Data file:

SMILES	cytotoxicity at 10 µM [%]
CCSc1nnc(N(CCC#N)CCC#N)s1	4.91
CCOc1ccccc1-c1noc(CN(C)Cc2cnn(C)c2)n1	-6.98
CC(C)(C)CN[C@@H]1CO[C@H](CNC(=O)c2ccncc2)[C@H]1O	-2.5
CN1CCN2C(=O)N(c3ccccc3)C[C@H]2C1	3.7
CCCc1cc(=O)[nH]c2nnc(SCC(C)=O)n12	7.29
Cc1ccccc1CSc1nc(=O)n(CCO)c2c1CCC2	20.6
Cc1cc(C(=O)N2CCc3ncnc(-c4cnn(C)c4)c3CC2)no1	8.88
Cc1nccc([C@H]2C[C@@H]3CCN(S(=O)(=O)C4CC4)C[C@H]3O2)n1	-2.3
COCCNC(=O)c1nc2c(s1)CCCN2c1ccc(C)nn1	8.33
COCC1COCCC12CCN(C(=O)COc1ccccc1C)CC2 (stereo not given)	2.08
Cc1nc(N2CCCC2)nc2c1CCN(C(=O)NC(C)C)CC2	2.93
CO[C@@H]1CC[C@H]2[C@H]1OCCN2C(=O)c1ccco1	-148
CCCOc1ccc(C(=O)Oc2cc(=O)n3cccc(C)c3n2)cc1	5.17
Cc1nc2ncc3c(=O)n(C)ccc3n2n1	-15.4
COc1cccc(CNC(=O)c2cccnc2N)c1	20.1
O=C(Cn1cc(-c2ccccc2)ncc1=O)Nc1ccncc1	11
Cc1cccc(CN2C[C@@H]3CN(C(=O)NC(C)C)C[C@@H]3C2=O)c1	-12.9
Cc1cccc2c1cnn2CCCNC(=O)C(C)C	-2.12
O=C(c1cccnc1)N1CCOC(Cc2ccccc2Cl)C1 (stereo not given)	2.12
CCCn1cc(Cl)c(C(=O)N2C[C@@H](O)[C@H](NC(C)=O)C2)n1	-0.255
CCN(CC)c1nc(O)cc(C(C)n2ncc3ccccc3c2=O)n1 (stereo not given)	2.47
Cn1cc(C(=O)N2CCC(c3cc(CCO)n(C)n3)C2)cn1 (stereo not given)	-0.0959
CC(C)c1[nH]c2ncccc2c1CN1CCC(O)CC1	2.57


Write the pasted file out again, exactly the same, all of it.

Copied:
SMILES	cytotoxicity at 10 µM [%]
CCSc1nnc(N(CCC#N)CCC#N)s1	4.91
CCOc1ccccc1-c1noc(CN(C)Cc2cnn(C)c2)n1	-6.98
CC(C)(C)CN[C@@H]1CO[C@H](CNC(=O)c2ccncc2)[C@H]1O	-2.5
CN1CCN2C(=O)N(c3ccccc3)C[C@H]2C1	3.7
CCCc1cc(=O)[nH]c2nnc(SCC(C)=O)n12	7.29
Cc1ccccc1CSc1nc(=O)n(CCO)c2c1CCC2	20.6
Cc1cc(C(=O)N2CCc3ncnc(-c4cnn(C)c4)c3CC2)no1	8.88
Cc1nccc([C@H]2C[C@@H]3CCN(S(=O)(=O)C4CC4)C[C@H]3O2)n1	-2.3
COCCNC(=O)c1nc2c(s1)CCCN2c1ccc(C)nn1	8.33
COCC1COCCC12CCN(C(=O)COc1ccccc1C)CC2 (stereo not given)	2.08
Cc1nc(N2CCCC2)nc2c1CCN(C(=O)NC(C)C)CC2	2.93
CO[C@@H]1CC[C@H]2[C@H]1OCCN2C(=O)c1ccco1	-148
CCCOc1ccc(C(=O)Oc2cc(=O)n3cccc(C)c3n2)cc1	5.17
Cc1nc2ncc3c(=O)n(C)ccc3n2n1	-15.4
COc1cccc(CNC(=O)c2cccnc2N)c1	20.1
O=C(Cn1cc(-c2ccccc2)ncc1=O)Nc1ccncc1	11
Cc1cccc(CN2C[C@@H]3CN(C(=O)NC(C)C)C[C@@H]3C2=O)c1	-12.9
Cc1cccc2c1cnn2CCCNC(=O)C(C)C	-2.12
O=C(c1cccnc1)N1CCOC(Cc2ccccc2Cl)C1 (stereo not given)	2.12
CCCn1cc(Cl)c(C(=O)N2C[C@@H](O)[C@H](NC(C)=O)C2)n1	-0.255
CCN(CC)c1nc(O)cc(C(C)n2ncc3ccccc3c2=O)n1 (stereo not given)	2.47
Cn1cc(C(=O)N2CCC(c3cc(CCO)n(C)n3)C2)cn1 (stereo not given)	-0.0959
CC(C)c1[nH]c2ncccc2c1CN1CCC(O)CC1	2.57